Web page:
Date of Award

Fall 2020

Document Type

Open Access Dissertation

First Advisor

Robin M. Dawson


Though nurses may have knowledge about the health promoting benefits of a healthy diet, many do not consume enough fruits or vegetables. For hospital shift nurses to achieve healthy eating while at work, environmental barriers were reportedly the most challenging to overcome. To better understand the hospital food environment from the nurses’ perspective, two mechanisms for workplace food acquisition were studied: 1.) hospital consumer food environment, which includes cafeterias, vending machines, and gift shops; and 2.) free food at work.

Through observations of 31 South Carolina hospitals using the Hospital Nutrition Environment Scan (HNES), descriptive data was collected to illuminate the healthfulness of hospital consumer food environments across the state. The presence of health promoting practices and environmental barriers of importance to nurses were observed and aggregated to provide an overall assessment. Scores and observations were also compared between groups according to hospital size, urbanization, and teaching status.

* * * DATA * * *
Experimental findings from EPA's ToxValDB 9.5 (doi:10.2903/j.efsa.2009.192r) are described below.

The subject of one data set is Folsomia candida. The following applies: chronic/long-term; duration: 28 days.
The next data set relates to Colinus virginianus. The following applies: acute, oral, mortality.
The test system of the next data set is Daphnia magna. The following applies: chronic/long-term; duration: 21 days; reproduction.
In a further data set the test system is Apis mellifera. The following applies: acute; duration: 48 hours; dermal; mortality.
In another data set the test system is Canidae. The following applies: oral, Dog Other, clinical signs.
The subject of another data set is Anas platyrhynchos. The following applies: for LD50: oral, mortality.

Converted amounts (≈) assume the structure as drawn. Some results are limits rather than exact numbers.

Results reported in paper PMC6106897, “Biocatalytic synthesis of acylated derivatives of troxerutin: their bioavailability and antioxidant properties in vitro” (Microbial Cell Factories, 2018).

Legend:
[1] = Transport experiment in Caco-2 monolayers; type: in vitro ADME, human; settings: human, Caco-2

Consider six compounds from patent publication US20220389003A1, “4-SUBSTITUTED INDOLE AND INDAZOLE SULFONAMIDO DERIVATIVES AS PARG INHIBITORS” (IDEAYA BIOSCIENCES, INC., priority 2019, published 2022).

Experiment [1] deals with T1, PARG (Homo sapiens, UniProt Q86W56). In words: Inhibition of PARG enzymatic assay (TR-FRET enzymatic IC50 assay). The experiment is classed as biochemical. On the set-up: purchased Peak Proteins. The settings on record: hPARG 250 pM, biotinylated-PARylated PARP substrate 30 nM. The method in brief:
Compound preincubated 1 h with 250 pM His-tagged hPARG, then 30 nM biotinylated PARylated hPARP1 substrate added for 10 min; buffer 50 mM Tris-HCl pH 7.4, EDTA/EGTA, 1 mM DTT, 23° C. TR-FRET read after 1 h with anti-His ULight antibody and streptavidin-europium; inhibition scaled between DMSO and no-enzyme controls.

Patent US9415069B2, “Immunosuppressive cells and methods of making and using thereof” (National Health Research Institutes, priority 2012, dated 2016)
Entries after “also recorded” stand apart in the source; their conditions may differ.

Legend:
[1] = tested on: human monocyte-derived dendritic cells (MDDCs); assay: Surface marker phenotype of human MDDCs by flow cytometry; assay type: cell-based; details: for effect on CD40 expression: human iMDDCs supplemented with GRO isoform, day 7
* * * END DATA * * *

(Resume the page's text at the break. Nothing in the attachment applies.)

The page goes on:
Free food at work was investigated through a concept analysis and an exploratory electronic survey of hospital nurses from across the United States. Prevalence, consumption, location, and sources of free food were the primary areas of interest for quantifying the problem of free food at work for hospital nurses. Additionally, personal, nursing, and hospital demographics; self-efficacy for diet; and regular fruit and vegetable intake were also measured and used to compare differences in free food availability and consumption.

Findings revealed that hospital food environments from the nurses’ perspective needed additional health-promoting practices implemented. Specifically, the hospital consumer food environment lacked 24/7 access to fruits and vegetables but had an overabundance of access to unhealthy foods. Similarly, free food at work was provided often and nearby but typically consisted of high energy, low nutrient density foods. Even though nurses recognized free food as a less healthy option, they regularly consumed it when available. This study adds to our knowledge on the health status of hospital food environments as experienced by nurses.


© 2020, Cynthia Elaine Horton Dias

Included in

Nursing Commons